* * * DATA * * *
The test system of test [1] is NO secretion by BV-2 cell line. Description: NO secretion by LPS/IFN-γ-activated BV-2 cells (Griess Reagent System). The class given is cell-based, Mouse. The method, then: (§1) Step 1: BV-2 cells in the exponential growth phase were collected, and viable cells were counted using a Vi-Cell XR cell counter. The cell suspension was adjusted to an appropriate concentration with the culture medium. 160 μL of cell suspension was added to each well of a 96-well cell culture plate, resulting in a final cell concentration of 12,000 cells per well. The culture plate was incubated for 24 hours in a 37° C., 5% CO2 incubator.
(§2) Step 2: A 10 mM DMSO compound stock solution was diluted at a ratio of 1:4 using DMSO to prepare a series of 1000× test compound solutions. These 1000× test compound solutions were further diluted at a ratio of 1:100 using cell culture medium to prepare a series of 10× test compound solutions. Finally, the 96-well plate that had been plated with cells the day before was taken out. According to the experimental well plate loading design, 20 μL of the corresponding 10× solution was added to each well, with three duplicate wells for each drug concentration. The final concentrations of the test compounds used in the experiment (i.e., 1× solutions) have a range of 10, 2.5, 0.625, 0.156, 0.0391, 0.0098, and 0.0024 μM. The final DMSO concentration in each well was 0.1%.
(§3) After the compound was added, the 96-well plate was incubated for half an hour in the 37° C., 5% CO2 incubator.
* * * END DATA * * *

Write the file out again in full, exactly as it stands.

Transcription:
The test system of test [1] is NO secretion by BV-2 cell line. Description: NO secretion by LPS/IFN-γ-activated BV-2 cells (Griess Reagent System). The class given is cell-based, Mouse. The method, then: (§1) Step 1: BV-2 cells in the exponential growth phase were collected, and viable cells were counted using a Vi-Cell XR cell counter. The cell suspension was adjusted to an appropriate concentration with the culture medium. 160 μL of cell suspension was added to each well of a 96-well cell culture plate, resulting in a final cell concentration of 12,000 cells per well. The culture plate was incubated for 24 hours in a 37° C., 5% CO2 incubator.
(§2) Step 2: A 10 mM DMSO compound stock solution was diluted at a ratio of 1:4 using DMSO to prepare a series of 1000× test compound solutions. These 1000× test compound solutions were further diluted at a ratio of 1:100 using cell culture medium to prepare a series of 10× test compound solutions. Finally, the 96-well plate that had been plated with cells the day before was taken out. According to the experimental well plate loading design, 20 μL of the corresponding 10× solution was added to each well, with three duplicate wells for each drug concentration. The final concentrations of the test compounds used in the experiment (i.e., 1× solutions) have a range of 10, 2.5, 0.625, 0.156, 0.0391, 0.0098, and 0.0024 μM. The final DMSO concentration in each well was 0.1%.
(§3) After the compound was added, the 96-well plate was incubated for half an hour in the 37° C., 5% CO2 incubator.